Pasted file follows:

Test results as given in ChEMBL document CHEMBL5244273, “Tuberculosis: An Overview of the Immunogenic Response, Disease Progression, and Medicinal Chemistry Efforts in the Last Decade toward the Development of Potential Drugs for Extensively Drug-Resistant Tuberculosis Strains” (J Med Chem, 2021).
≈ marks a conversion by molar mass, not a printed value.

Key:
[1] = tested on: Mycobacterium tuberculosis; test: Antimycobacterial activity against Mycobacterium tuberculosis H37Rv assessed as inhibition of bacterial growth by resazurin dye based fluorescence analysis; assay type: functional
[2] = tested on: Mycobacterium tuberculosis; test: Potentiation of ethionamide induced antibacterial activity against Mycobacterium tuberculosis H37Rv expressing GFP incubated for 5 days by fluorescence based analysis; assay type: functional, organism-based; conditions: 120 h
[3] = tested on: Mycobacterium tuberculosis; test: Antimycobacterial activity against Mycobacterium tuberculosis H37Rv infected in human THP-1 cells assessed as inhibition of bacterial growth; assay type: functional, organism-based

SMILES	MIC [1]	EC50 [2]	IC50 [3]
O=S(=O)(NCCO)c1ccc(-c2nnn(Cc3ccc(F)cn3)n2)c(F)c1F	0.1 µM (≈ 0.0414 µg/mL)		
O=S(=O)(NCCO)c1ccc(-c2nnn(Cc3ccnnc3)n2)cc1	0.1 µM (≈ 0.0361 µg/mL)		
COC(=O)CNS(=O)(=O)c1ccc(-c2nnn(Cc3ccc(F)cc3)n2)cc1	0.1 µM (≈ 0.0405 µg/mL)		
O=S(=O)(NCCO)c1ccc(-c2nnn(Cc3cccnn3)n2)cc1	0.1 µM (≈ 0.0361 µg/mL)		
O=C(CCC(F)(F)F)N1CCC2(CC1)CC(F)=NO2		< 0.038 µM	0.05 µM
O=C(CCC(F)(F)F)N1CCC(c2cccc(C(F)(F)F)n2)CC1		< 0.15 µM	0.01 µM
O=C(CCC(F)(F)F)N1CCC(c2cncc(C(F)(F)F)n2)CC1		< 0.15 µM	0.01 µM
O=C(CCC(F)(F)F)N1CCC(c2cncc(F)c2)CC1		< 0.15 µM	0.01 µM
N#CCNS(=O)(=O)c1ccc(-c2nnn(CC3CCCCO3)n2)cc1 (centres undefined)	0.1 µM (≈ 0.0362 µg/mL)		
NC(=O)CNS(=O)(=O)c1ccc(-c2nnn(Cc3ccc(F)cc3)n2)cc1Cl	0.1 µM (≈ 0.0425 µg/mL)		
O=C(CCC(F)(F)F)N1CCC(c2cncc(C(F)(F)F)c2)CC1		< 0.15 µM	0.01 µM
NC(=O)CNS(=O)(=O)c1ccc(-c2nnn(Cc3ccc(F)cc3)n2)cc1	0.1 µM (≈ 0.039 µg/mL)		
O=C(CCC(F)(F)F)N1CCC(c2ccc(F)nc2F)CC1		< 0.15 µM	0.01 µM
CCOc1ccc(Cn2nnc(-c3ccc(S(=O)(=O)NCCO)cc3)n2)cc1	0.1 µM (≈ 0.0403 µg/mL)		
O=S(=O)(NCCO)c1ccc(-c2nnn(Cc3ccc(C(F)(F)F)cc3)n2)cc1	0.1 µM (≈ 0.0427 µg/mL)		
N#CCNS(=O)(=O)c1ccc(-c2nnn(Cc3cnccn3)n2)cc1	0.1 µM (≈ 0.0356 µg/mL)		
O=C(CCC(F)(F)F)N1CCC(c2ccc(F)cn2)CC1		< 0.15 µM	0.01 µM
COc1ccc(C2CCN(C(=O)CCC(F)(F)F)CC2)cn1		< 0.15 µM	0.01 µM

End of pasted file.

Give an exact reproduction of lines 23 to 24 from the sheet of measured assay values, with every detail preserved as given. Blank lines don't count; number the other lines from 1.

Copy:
N#CCNS(=O)(=O)c1ccc(-c2nnn(Cc3cnccn3)n2)cc1	0.1 µM (≈ 0.0356 µg/mL)		
O=C(CCC(F)(F)F)N1CCC(c2ccc(F)cn2)CC1		< 0.15 µM	0.01 µM